As a kid, I always wanted to ask someone to make them for my birthday, but did not, because I knew it would hurt my grandmother, a skilled baker who made far more impressive frosted delights, ones that featured Babar the Elephant and circus jugglers. So when I finally made them, I was an adult, and it was for the birthday of my soon-to-be mother-in-law. I knew she'd be tantalized by the silky vanilla topping and dense chocolaty-ness of the cakes. I certainly was.

As I sifted the flour—I added baking powder to replicate the self-rising variety called for in the recipe—I pressed the page with my butter-slicked fingertips. I knew just when to stop the hand mixer for the buttercream and carefully cut off the rounded dome from each cupcake. When I proudly displayed them to my mother-in-law-to-be, she scooped up some frosting with her finger and had her first taste.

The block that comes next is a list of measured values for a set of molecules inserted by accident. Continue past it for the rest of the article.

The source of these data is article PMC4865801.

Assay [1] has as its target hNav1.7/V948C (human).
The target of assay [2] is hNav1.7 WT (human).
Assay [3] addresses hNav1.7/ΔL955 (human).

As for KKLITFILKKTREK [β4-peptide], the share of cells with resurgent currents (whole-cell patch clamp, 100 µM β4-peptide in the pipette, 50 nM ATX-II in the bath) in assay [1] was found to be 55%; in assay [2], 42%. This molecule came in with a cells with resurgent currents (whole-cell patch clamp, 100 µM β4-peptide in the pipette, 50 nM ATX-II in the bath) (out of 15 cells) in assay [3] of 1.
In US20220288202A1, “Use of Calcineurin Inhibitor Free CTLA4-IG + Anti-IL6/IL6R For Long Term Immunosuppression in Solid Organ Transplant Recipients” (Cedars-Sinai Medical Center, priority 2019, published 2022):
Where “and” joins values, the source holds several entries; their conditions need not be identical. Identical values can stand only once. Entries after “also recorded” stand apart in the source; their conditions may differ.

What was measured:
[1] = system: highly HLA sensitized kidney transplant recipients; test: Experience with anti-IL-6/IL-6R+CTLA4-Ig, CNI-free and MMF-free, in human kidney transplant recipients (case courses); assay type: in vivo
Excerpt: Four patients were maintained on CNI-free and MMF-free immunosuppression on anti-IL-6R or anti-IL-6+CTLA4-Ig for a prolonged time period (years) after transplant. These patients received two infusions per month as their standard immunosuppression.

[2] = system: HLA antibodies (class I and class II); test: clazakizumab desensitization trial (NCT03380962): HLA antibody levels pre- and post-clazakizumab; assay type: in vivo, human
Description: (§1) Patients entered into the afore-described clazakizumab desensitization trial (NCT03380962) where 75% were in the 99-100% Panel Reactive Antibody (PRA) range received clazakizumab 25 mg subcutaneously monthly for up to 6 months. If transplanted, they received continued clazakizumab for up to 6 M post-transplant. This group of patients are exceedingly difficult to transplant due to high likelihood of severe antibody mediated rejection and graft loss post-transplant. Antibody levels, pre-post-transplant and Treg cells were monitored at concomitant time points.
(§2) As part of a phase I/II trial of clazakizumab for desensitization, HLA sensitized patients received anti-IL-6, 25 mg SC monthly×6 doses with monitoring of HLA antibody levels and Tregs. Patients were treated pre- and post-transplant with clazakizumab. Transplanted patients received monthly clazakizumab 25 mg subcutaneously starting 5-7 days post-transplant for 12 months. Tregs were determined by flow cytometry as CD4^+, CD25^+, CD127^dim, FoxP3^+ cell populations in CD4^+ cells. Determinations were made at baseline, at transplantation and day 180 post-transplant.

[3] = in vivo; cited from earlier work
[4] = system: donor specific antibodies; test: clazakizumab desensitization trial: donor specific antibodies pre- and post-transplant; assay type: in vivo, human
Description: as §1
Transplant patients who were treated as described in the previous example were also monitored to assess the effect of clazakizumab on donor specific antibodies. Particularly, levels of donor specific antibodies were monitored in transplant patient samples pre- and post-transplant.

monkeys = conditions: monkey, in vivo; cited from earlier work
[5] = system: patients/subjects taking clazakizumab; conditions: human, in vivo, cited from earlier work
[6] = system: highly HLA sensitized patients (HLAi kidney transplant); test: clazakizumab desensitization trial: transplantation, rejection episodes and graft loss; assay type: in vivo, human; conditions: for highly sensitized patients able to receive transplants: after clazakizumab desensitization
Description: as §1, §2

Subconsciously, I must have wanted to bring a Hamlyn recipe into my new family, to insert a crinkled page of my past (and my parents’ pasts before that) into the present and future iterations of my life. No matter where my fiancé and I find ourselves in the years ahead, Hamlyn will be there among the awkwardly crammed pots and pans, or somewhere between his biographies and my essay collections.

Chocolate Butterflies

Leah Bhabha


Makes 10 cupcakes

For the cupcakes:

  • 1/4 cup unsalted butter
  • 1/4 cup granulated sugar
  • 1 egg, lightly beaten
  • 1/2 cup all-purpose flour
  • 3/4 teaspoon baking powder
  • 1 pinch salt
  • 1 tablespoon milk
  • 1/4 teaspoon vanilla extract
  • 2 teaspoons cocoa powder

For the filling:

  • 2 1/4 tablespoons unsalted butter
  • 1 cup powdered sugar, sifted
  • 2 teaspoons very hot milk
  • 1/4 teaspoon vanilla extract